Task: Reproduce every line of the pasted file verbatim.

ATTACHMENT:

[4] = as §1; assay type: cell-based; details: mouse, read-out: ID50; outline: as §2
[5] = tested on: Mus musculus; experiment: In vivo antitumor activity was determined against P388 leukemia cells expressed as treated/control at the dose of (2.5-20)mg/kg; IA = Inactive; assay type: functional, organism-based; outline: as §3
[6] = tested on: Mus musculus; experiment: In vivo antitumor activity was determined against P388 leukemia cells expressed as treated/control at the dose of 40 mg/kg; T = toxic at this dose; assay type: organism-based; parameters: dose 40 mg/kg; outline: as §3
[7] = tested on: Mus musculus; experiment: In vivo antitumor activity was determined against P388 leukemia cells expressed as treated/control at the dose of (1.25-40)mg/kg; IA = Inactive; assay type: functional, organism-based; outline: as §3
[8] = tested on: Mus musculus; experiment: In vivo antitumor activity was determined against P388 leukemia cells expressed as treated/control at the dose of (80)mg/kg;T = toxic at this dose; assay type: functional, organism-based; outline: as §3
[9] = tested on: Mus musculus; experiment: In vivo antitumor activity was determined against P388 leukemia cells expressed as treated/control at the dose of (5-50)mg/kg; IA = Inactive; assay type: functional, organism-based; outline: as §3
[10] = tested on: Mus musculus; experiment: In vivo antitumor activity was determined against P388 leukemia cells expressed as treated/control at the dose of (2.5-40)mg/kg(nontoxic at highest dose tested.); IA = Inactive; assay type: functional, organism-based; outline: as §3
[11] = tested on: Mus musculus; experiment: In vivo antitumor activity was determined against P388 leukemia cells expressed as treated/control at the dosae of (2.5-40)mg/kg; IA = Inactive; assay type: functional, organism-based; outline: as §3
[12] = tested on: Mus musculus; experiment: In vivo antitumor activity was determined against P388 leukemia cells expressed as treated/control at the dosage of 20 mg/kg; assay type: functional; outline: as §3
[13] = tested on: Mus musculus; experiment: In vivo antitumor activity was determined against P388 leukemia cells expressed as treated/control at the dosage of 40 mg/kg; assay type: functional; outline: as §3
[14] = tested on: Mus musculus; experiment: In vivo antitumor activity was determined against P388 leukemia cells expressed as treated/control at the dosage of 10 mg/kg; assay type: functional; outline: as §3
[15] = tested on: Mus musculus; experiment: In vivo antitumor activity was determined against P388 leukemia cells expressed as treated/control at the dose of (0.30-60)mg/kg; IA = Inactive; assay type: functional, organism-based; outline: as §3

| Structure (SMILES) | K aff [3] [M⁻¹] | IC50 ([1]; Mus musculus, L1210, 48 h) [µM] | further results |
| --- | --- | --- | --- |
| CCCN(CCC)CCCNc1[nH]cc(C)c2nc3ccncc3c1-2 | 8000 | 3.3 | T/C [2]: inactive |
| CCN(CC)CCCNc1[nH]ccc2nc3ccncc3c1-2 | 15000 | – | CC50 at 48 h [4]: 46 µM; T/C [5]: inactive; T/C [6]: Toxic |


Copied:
[4] = as §1; assay type: cell-based; details: mouse, read-out: ID50; outline: as §2
[5] = tested on: Mus musculus; experiment: In vivo antitumor activity was determined against P388 leukemia cells expressed as treated/control at the dose of (2.5-20)mg/kg; IA = Inactive; assay type: functional, organism-based; outline: as §3
[6] = tested on: Mus musculus; experiment: In vivo antitumor activity was determined against P388 leukemia cells expressed as treated/control at the dose of 40 mg/kg; T = toxic at this dose; assay type: organism-based; parameters: dose 40 mg/kg; outline: as §3
[7] = tested on: Mus musculus; experiment: In vivo antitumor activity was determined against P388 leukemia cells expressed as treated/control at the dose of (1.25-40)mg/kg; IA = Inactive; assay type: functional, organism-based; outline: as §3
[8] = tested on: Mus musculus; experiment: In vivo antitumor activity was determined against P388 leukemia cells expressed as treated/control at the dose of (80)mg/kg;T = toxic at this dose; assay type: functional, organism-based; outline: as §3
[9] = tested on: Mus musculus; experiment: In vivo antitumor activity was determined against P388 leukemia cells expressed as treated/control at the dose of (5-50)mg/kg; IA = Inactive; assay type: functional, organism-based; outline: as §3
[10] = tested on: Mus musculus; experiment: In vivo antitumor activity was determined against P388 leukemia cells expressed as treated/control at the dose of (2.5-40)mg/kg(nontoxic at highest dose tested.); IA = Inactive; assay type: functional, organism-based; outline: as §3
[11] = tested on: Mus musculus; experiment: In vivo antitumor activity was determined against P388 leukemia cells expressed as treated/control at the dosae of (2.5-40)mg/kg; IA = Inactive; assay type: functional, organism-based; outline: as §3
[12] = tested on: Mus musculus; experiment: In vivo antitumor activity was determined against P388 leukemia cells expressed as treated/control at the dosage of 20 mg/kg; assay type: functional; outline: as §3
[13] = tested on: Mus musculus; experiment: In vivo antitumor activity was determined against P388 leukemia cells expressed as treated/control at the dosage of 40 mg/kg; assay type: functional; outline: as §3
[14] = tested on: Mus musculus; experiment: In vivo antitumor activity was determined against P388 leukemia cells expressed as treated/control at the dosage of 10 mg/kg; assay type: functional; outline: as §3
[15] = tested on: Mus musculus; experiment: In vivo antitumor activity was determined against P388 leukemia cells expressed as treated/control at the dose of (0.30-60)mg/kg; IA = Inactive; assay type: functional, organism-based; outline: as §3

| Structure (SMILES) | K aff [3] [M⁻¹] | IC50 ([1]; Mus musculus, L1210, 48 h) [µM] | further results |
| --- | --- | --- | --- |
| CCCN(CCC)CCCNc1[nH]cc(C)c2nc3ccncc3c1-2 | 8000 | 3.3 | T/C [2]: inactive |
| CCN(CC)CCCNc1[nH]ccc2nc3ccncc3c1-2 | 15000 | – | CC50 at 48 h [4]: 46 µM; T/C [5]: inactive; T/C [6]: Toxic |